TeamViewer Flaw Risks Password Exposure

A vulnerability in the TeamViewer app could allow malicious actors to steal passwords.

The high-severity flaw was discovered in the desktop version of the app for Windows before 15.8.3. By exploiting the weakness, authenticated threat actors operating remotely could execute code on victims’ systems or crack their TeamViewer passwords.

TeamViewer is a proprietary software application that allows users to control a range of smart devices remotely to perform functions like file transfers, desktop sharing and web conferencing.

As a result of flaw CVE-2020-13699, TeamViewer Desktop for Windows does not properly quote its custom URI handlers. As a result, an attacker could force a victim to send an NTLM authentication request and either relay the request or capture the hash for offline password cracking.

Victims could also be persuaded to go to a specific website set up by threat actors to steal credentials or personal data.

The flaw’s discoverer, security engineer at Praetorian, Jeffrey Hofmann, explained: “An attacker could embed a malicious iframe in a website with a crafted URL that would launch the TeamViewer Windows desktop client and force it to open a remote SMB share.”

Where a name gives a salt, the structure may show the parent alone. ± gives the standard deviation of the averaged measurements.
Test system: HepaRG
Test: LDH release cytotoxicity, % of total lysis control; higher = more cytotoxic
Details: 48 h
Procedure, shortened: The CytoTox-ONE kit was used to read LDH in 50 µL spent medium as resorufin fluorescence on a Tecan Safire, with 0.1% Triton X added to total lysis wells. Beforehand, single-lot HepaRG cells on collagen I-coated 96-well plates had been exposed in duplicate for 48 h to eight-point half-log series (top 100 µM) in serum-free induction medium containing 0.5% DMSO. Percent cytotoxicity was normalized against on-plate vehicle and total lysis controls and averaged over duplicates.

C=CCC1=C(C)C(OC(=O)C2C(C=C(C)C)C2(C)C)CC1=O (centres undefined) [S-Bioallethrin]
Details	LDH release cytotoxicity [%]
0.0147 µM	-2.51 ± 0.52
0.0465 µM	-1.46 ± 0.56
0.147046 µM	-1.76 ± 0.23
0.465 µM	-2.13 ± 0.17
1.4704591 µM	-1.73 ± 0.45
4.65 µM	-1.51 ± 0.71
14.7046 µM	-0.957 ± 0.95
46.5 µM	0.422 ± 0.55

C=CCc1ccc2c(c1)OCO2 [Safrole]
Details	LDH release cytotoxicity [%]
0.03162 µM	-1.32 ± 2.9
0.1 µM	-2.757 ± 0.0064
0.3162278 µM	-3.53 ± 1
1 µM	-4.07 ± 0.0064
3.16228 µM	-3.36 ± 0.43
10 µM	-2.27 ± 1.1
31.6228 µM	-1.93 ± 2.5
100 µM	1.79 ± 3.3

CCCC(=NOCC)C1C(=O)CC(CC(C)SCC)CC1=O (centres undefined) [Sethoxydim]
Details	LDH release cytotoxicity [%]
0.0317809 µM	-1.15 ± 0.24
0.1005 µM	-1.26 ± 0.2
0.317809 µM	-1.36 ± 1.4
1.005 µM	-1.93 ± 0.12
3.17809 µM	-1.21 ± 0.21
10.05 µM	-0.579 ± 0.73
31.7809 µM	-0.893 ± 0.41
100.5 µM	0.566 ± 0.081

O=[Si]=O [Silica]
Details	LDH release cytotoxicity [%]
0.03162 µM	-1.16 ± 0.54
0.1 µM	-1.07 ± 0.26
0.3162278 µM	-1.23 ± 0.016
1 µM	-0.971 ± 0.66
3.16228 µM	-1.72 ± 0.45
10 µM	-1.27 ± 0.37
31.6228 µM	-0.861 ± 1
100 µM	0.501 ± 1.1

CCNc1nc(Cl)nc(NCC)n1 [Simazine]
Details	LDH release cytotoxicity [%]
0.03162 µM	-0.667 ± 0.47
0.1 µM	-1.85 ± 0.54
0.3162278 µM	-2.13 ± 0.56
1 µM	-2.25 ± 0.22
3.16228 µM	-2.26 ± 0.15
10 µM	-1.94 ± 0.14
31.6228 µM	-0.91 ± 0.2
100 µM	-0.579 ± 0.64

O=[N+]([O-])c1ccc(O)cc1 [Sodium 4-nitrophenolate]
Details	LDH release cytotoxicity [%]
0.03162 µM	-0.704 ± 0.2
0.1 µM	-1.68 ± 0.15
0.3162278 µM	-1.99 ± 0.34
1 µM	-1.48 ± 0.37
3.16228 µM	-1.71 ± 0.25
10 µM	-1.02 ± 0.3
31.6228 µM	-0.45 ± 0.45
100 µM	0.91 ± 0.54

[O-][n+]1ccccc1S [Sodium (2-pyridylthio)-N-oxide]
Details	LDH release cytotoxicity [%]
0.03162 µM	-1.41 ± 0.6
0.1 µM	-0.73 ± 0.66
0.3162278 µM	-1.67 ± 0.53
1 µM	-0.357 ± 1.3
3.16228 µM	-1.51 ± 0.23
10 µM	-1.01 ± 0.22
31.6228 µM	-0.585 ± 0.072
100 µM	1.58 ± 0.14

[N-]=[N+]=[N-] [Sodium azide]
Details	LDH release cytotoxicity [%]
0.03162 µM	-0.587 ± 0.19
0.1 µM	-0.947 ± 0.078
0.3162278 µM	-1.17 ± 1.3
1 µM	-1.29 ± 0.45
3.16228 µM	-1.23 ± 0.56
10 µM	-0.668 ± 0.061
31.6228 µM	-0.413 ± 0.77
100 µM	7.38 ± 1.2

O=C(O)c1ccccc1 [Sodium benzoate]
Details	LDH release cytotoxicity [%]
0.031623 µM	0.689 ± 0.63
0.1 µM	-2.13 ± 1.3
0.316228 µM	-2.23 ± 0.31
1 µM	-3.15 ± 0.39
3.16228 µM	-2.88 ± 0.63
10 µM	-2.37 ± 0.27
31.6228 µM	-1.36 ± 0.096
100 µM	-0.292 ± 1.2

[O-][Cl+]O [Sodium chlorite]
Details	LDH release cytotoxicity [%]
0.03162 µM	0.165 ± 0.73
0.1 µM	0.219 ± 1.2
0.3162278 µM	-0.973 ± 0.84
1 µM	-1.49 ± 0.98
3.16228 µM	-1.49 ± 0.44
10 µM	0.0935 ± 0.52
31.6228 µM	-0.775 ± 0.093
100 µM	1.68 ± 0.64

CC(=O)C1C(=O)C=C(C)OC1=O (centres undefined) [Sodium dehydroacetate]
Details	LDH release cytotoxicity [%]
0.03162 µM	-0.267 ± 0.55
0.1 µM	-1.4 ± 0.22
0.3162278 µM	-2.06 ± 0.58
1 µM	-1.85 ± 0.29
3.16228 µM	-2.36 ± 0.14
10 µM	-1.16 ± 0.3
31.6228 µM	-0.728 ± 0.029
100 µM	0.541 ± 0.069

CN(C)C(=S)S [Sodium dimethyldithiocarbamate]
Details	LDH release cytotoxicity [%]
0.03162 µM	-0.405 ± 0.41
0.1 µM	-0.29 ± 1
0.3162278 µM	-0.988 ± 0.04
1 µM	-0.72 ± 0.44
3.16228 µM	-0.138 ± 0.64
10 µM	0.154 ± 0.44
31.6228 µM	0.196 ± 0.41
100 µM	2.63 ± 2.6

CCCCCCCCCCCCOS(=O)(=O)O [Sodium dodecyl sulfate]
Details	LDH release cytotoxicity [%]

According to Hofmann, most web browsers are set up to prevent attacks like this from happening.

He said: “Every modern browser except for Firefox URL encodes spaces when handing off to URI handlers which effectively prevents this attack.”

TeamViewer versions prior to 15.8.3 are vulnerable to the flaw, which has been fixed in the latest release.

Andy Harcup, VP, Absolute Software, commented: “Security flaws in certain software and applications will always be located and exploited by opportunistic cyber-attackers, and this latest revelation could potentially impact millions of Windows users.”

Harcup advised companies to protect their operating system by keeping up with the latest security updates.

“For users to ensure that they are kept safe from the influx of cyber-attacks now facing them, the IT operations team must ensure their systems are kept up-to-date, whilst training their staff to simultaneously maintain a high level of online vigilance and awareness toward internet safety protocol. It is important for enterprises to keep the operating system up-to-date with the latest security updates in order to ensure maximum protection.”

News Source: https://www.infosecurity-magazine.com/

Luke Coppin

Luke Coppin

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